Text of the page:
|Compliance and Privacy News|
With the beta release by Microsoft of both Vista and of Internet Explorer 7, iDefense is holding a WebCast on their security features. This is an excellent opportunity for detail-level forward planning for security. And there needs to be detail-level planning! Look at the current results of our survey on SSL implementation today!
With security our main emphasis this week, Richard Steinnon has covered fraud in his blog. Don't just have a look at this article in isolation. Visit the bloggers we're collecting and suggest others to me by replying to me now. Which bloggers would you like us to feature on Compliance and Privacy?
As always, we welcome your feedback - do take part in the discussion forums. The more we get from you, the more we can tailor the content we're providing!
Microsoft Corp. released beta versions of its new Windows Vista operating system and version 7.0 of its Internet Explorer Web browser in 2005. However, the new products have yet to be released commercially. This presentation will focus on the new security features planned for these two new products, explaining how these features will benefit the overall security of the Windows platform and potential problems they may introduce. Emphasis will be placed on how vulnerabilities in earlier versions of Windows led Microsoft to implement these features and change the way the company approaches software security.
This is advance notice for the webcast which is on 2 July 2006. It runs at 2pm US Eastern time, that's 7pm UK time, 8pm European time.
Your active participation makes these events run well. You are invited to participate on the 19th. Make a diary date and have an audio equipped PC to ensure you get your questions answered.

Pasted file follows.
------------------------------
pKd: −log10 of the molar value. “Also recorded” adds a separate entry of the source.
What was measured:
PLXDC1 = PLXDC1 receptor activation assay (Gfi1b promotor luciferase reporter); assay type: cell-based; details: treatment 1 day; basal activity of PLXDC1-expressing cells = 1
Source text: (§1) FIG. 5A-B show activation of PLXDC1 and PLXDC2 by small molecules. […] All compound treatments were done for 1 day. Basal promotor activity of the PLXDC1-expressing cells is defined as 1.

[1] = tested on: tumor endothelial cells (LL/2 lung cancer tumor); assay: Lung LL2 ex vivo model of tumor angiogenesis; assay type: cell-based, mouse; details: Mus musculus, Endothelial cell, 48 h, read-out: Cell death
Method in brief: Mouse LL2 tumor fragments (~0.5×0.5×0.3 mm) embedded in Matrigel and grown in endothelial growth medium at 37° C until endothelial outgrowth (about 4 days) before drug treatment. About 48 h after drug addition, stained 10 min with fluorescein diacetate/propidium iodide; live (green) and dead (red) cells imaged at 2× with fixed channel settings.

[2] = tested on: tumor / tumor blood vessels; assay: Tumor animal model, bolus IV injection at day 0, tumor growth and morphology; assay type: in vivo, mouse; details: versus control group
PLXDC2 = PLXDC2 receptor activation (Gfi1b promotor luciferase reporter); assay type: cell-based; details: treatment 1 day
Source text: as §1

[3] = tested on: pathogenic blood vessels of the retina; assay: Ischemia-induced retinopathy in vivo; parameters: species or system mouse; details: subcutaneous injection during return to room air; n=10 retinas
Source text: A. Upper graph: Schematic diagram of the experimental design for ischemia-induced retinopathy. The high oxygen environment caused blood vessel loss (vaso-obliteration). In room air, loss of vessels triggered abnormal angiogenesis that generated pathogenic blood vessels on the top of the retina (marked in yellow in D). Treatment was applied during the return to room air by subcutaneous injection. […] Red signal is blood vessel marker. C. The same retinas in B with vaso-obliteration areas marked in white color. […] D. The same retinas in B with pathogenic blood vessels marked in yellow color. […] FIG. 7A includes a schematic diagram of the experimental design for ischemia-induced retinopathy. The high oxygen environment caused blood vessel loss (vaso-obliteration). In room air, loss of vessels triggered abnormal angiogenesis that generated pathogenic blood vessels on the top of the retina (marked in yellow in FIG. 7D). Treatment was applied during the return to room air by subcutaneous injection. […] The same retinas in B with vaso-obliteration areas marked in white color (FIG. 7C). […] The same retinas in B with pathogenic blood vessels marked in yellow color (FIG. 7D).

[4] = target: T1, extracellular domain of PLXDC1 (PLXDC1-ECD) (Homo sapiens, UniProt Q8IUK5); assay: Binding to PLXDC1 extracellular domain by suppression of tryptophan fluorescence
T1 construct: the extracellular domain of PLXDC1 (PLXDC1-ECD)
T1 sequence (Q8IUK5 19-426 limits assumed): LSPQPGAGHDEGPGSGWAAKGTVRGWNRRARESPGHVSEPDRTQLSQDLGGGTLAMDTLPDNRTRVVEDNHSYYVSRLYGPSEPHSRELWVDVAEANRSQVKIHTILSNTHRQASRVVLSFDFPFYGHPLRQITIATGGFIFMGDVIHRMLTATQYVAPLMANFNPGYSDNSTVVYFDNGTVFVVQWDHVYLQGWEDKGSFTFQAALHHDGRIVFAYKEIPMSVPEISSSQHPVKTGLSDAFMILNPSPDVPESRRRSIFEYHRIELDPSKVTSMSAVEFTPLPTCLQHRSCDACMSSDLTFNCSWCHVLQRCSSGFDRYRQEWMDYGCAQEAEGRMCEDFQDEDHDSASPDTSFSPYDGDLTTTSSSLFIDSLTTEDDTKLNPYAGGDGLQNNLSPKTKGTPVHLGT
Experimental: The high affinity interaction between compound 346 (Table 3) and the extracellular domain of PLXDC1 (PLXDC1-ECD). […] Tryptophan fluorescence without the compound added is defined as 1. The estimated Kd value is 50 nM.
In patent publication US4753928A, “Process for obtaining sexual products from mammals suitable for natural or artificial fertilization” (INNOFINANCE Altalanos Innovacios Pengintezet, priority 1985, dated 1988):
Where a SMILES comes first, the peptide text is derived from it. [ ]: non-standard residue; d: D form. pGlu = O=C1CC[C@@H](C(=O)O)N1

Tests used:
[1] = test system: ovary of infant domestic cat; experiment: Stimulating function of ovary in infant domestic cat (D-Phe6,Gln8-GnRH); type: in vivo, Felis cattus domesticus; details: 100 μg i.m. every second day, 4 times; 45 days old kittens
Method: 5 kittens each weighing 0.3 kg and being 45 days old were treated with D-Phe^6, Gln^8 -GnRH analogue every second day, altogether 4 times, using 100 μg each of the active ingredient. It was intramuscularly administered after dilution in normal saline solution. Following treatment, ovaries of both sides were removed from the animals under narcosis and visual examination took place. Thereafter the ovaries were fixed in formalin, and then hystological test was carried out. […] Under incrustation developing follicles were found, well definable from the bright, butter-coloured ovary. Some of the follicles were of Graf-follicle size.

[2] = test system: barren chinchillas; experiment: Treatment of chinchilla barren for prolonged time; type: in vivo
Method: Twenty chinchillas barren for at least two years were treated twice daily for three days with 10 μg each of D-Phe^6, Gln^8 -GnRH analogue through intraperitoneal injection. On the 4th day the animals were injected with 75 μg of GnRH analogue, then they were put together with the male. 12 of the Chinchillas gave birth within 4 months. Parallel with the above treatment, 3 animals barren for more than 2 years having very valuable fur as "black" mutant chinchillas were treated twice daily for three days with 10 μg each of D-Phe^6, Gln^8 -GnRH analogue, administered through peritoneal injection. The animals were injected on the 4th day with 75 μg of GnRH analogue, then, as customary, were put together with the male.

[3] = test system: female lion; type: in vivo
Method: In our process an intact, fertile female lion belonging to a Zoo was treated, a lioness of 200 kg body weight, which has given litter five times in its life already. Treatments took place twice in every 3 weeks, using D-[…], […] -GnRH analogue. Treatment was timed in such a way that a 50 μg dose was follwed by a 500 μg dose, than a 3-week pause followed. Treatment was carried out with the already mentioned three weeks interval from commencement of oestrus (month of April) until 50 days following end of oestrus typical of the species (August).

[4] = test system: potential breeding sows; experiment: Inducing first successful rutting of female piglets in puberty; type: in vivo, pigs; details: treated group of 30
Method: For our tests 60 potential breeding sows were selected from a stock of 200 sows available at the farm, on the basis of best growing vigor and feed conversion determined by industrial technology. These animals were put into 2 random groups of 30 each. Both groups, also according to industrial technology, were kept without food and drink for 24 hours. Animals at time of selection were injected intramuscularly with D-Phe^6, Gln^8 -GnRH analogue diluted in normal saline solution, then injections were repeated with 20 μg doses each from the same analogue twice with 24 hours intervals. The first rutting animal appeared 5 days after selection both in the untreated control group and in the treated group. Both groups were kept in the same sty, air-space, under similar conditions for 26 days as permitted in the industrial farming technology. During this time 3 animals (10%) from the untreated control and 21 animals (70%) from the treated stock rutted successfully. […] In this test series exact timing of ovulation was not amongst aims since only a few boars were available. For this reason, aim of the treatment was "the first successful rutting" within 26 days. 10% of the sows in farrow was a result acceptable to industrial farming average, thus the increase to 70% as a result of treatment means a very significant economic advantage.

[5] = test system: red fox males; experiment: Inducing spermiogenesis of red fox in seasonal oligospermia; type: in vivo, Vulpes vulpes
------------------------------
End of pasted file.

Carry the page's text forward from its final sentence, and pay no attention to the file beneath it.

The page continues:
We now have an even better way of bringing you the iDefense webcast replays. We've gathered them together in one place. Obviously they are for our members only, so, if you have a colleague who should see them, simply pass this newsletter to them (link at the foot, or forward it) and have them click the link.
No, we're not giving the answer here and now! But what does surprise us is the current set of results of our straw poll on implementation of SSL. A strong part of the audience for Compliance and Privacy is, or we thought it was, people who deploy SSL technology. The current results must be an anomaly, mustn't they?
Check your own SSL implementation status, and see the answers so far. We'll be commenting on this in an article later this summer.
Where is the survey? Easy. Left hand margin of Compliance and Privacy.
This week we're drawing your attention to an article by Richard Steinnon in his Threat Chaos blog. As you know we are gathering excellent bloggers onto the site. We'll be featuring the most relevant articles from time to time in this newsletter